The Radcliffe Institute will establish a program of part-time fellowships for non-tenured women faculty if a subsidy from The Carnegie Foundation is approved next month by the foundation's trustees, the director of the Radcliffe Institute said yesterday.
Patricia A. Graham said the Carnegie Foundation and the institute are still "in the discussion stage about a budget" for the proposed fellowships. She said the foundation will not make its final decision on the grant until October.
Florence Anderson, financial officer and secretary of the Carnegie Foundation, said yesterday she does not know if the foundation's trustees will approve the institute's proposal. She said the decision will be announced next month.
Teaching and Research
The fellowship will allow non-tenured women in the Boston area to divide their time equally between teaching and research while affiliated with the institute.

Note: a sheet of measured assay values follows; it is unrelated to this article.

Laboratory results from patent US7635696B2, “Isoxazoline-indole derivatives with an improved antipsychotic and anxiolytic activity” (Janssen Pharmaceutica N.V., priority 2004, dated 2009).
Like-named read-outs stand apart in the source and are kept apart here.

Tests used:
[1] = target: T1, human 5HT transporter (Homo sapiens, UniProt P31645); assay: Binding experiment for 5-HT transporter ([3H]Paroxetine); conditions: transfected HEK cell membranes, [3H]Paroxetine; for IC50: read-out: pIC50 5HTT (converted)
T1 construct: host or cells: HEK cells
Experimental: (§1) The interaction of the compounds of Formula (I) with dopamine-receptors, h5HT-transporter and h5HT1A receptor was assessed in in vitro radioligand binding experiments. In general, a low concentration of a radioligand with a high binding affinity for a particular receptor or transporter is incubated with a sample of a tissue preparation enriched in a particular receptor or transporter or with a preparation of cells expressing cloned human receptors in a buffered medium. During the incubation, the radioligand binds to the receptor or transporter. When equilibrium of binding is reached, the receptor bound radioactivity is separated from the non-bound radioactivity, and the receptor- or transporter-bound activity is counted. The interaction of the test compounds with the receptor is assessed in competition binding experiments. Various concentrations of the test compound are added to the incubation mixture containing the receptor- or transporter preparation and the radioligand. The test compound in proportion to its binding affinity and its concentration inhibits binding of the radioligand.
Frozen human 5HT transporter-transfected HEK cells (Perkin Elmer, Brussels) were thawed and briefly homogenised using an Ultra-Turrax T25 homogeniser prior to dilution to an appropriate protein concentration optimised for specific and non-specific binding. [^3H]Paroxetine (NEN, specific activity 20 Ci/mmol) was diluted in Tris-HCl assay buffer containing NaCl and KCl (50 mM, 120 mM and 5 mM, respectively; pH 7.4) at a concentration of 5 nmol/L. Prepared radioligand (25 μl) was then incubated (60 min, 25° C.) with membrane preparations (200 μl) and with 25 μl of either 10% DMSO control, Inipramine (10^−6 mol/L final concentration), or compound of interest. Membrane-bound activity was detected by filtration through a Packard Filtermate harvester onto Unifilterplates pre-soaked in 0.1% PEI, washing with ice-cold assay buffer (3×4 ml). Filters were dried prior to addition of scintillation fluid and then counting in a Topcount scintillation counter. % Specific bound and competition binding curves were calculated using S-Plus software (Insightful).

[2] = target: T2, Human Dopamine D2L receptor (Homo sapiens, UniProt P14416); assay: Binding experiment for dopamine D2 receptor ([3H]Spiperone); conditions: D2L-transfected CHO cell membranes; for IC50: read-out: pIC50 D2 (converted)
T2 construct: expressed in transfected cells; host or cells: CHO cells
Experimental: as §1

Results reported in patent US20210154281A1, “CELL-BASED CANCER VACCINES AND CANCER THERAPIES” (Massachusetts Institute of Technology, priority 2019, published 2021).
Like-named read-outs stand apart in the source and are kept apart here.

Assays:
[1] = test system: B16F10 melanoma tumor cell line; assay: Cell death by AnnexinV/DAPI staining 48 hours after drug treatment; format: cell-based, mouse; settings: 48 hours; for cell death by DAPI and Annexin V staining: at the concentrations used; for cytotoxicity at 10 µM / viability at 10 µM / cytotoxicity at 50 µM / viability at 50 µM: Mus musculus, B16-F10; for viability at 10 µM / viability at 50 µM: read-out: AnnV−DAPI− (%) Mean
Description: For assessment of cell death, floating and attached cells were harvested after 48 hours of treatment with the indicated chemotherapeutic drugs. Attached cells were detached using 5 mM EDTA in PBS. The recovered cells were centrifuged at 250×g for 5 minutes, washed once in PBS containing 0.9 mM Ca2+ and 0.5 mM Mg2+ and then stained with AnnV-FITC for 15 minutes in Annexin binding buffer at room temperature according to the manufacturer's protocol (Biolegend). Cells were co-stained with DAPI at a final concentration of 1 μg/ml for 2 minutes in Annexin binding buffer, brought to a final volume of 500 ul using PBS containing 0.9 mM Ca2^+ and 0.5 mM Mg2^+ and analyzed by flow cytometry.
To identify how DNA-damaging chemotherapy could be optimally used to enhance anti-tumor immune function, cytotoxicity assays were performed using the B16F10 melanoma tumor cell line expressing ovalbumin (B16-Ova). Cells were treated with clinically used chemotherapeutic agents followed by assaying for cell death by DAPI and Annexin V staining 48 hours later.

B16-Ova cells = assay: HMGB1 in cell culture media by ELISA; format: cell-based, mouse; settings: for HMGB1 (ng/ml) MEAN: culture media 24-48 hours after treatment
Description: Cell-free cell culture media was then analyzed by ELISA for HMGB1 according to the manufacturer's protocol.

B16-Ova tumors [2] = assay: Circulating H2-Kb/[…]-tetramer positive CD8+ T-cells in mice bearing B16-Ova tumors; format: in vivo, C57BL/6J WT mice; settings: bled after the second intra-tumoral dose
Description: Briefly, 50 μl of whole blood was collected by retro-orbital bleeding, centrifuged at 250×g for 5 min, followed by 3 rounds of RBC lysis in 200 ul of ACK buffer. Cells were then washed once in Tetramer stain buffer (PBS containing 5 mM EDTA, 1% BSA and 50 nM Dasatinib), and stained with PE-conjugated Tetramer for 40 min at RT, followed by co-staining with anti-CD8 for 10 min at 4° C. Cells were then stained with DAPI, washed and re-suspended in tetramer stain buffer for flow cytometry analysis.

Graham would not say how much money the institute is requesting from the foundation but did say that, if approved, the grant would be enough to provide fellowships for about six women a year.
Graham said the institute will give each woman annually half an assistant professor's salary--or about $6500--with the school where the woman works paying the other half.
The institute developed the part-time fellowships because non-tenured women faculty are often too busy teaching to publish anything, Graham said.
If the Carnegie trustees approve the funds for the fellowships, she said, the institute will put the program into effect this year so women can apply this spring for an appointment beginning in July 1976.
This year, the institute granted 30 fellowships to women "involved in academic life, the arts or professions," Graham said.
These fellowships are funded both by the institute itself and by the Rockefeller, Guggenheim and Ford Foundations.
Graham said that unlike the Carnegie funding, the institute is not involved in obtaining grants from any of these foundations but that scholors apply for them individually.